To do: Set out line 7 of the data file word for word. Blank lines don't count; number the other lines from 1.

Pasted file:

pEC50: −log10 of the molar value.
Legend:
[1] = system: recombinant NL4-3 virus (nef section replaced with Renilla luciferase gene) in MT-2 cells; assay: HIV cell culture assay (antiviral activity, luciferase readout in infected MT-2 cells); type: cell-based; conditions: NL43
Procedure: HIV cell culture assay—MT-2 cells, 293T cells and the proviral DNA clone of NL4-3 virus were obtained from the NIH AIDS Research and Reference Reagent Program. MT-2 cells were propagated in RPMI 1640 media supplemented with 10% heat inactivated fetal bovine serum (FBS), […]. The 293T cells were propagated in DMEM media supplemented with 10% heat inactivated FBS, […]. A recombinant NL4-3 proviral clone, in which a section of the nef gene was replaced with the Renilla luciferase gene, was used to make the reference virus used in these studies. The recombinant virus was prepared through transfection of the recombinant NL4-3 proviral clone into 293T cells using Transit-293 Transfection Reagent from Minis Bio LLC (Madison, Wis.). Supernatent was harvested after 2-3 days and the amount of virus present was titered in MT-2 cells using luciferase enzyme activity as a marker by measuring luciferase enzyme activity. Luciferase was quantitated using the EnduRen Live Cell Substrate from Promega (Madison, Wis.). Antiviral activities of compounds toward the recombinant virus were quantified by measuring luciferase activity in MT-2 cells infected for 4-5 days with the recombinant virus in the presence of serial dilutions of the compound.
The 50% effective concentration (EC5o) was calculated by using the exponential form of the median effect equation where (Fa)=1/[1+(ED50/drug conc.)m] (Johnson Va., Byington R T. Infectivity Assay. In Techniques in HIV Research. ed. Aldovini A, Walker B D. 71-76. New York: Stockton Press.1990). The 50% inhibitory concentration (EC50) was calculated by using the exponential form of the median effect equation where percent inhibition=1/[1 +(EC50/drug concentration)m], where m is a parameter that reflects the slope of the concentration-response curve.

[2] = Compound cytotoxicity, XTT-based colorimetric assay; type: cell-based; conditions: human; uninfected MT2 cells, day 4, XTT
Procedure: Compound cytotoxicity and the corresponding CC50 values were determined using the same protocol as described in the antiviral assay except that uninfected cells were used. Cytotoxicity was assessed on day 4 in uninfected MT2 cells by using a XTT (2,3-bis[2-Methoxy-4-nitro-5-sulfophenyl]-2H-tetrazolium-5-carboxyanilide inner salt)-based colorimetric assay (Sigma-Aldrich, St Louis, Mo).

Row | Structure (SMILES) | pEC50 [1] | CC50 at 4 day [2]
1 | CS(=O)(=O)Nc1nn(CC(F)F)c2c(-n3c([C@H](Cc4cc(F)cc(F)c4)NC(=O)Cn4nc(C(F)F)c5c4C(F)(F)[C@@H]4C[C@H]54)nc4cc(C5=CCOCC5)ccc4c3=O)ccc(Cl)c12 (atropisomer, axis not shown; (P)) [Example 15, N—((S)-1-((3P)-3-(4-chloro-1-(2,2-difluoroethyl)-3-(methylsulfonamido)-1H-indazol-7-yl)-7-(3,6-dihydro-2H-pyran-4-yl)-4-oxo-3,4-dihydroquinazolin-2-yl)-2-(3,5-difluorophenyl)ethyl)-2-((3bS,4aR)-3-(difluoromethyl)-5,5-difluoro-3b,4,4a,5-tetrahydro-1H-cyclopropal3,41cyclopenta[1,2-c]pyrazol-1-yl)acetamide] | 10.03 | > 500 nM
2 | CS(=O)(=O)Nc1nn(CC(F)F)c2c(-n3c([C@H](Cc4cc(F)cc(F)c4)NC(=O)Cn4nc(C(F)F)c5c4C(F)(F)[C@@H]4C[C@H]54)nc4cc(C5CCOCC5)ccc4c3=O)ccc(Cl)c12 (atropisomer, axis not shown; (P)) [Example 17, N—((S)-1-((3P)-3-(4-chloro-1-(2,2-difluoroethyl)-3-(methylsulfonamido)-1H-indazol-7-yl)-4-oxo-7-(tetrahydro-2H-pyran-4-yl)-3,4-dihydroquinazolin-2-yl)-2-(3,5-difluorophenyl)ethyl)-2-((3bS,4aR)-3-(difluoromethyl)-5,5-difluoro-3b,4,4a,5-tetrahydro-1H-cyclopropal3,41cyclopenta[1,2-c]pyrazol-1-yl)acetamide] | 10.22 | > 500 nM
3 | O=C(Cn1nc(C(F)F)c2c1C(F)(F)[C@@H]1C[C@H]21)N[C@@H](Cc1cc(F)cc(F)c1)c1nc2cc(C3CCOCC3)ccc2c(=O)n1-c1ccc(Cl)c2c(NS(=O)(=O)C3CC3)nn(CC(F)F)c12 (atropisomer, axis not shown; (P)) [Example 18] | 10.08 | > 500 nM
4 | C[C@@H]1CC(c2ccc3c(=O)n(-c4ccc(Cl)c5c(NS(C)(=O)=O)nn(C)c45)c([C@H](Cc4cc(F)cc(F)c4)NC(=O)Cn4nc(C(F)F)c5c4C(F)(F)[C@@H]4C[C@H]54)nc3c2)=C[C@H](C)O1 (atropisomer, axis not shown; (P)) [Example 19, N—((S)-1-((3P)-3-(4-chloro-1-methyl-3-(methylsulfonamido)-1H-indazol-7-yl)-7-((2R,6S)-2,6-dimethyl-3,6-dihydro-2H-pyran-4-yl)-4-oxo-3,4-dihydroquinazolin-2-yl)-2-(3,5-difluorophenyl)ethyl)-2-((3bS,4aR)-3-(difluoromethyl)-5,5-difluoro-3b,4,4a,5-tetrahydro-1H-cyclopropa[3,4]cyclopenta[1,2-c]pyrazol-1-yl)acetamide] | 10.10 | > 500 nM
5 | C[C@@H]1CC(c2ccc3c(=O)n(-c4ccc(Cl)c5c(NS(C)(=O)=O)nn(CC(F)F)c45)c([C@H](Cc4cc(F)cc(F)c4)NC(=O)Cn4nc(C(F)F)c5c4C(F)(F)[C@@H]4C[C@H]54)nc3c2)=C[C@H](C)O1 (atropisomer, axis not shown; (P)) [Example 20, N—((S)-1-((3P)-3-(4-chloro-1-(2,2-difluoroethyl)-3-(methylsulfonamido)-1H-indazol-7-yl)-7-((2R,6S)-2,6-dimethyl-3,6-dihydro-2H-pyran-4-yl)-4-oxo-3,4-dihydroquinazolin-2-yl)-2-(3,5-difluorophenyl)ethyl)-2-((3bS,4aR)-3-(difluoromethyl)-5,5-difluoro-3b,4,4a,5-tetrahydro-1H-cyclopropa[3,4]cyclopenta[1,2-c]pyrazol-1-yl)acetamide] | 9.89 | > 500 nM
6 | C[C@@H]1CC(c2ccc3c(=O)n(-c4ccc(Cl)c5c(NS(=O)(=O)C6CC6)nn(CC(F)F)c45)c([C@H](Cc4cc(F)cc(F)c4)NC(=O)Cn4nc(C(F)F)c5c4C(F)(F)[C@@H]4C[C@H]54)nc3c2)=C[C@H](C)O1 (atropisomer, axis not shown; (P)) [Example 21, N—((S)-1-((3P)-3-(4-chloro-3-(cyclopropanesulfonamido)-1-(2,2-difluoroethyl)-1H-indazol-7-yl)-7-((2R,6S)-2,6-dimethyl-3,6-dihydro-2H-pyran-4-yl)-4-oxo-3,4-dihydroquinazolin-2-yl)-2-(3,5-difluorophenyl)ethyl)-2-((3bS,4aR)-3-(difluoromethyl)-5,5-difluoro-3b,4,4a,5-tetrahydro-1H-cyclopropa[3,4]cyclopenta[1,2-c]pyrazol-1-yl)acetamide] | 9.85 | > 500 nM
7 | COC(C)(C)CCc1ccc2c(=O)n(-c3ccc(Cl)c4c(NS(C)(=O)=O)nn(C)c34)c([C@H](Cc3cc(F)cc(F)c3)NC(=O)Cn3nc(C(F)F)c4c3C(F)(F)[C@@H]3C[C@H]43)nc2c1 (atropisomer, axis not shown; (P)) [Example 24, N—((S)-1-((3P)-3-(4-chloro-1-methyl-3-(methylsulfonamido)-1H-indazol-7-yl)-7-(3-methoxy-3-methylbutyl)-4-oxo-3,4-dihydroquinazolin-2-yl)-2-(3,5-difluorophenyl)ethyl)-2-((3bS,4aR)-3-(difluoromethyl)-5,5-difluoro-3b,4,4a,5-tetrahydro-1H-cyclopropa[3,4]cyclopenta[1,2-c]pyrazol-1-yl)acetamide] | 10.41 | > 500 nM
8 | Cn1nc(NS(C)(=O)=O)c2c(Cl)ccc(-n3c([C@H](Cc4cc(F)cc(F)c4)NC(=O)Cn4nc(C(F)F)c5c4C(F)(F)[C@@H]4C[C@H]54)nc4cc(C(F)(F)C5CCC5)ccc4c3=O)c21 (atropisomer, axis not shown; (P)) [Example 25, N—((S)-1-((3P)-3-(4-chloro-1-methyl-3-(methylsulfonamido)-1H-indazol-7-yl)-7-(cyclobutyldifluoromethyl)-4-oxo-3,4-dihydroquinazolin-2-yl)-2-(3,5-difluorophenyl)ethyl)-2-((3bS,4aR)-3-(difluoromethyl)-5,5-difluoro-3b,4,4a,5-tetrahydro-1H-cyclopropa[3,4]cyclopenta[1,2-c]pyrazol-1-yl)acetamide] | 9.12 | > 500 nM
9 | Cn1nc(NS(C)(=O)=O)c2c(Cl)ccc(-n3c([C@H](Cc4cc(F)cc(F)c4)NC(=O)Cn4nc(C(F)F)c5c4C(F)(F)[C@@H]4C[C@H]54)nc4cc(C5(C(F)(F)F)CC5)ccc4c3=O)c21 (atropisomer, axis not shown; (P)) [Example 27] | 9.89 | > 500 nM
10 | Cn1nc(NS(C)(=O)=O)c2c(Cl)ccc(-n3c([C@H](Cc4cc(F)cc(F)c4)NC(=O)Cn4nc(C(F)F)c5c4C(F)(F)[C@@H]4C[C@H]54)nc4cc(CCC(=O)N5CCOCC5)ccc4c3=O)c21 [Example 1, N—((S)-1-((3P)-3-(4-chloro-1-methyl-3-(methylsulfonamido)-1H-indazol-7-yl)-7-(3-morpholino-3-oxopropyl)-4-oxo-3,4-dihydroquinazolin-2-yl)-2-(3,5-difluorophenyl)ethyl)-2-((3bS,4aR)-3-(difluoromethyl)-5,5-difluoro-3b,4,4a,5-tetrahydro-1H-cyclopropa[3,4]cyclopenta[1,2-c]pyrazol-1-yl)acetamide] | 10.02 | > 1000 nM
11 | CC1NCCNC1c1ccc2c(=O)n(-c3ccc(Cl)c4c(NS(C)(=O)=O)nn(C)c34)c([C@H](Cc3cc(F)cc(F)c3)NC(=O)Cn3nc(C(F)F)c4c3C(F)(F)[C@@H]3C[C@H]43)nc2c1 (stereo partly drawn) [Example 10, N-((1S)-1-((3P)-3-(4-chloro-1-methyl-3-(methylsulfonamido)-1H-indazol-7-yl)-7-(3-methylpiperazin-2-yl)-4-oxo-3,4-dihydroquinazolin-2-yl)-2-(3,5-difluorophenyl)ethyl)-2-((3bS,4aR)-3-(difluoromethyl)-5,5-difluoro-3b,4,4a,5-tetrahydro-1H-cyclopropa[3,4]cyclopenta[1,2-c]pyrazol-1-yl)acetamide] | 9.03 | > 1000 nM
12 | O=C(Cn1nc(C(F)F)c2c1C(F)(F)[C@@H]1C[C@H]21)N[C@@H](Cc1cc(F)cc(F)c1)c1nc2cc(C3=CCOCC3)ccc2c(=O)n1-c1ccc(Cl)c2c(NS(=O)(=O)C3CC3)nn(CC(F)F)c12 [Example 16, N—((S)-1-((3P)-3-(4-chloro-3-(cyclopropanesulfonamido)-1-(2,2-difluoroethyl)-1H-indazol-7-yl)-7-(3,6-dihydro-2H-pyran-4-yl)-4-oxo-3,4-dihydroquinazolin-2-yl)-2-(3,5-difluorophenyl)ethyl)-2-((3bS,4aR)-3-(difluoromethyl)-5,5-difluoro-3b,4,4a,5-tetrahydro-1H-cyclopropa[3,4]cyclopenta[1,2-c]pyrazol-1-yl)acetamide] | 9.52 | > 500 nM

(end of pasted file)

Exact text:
Procedure: Compound cytotoxicity and the corresponding CC50 values were determined using the same protocol as described in the antiviral assay except that uninfected cells were used. Cytotoxicity was assessed on day 4 in uninfected MT2 cells by using a XTT (2,3-bis[2-Methoxy-4-nitro-5-sulfophenyl]-2H-tetrazolium-5-carboxyanilide inner salt)-based colorimetric assay (Sigma-Aldrich, St Louis, Mo).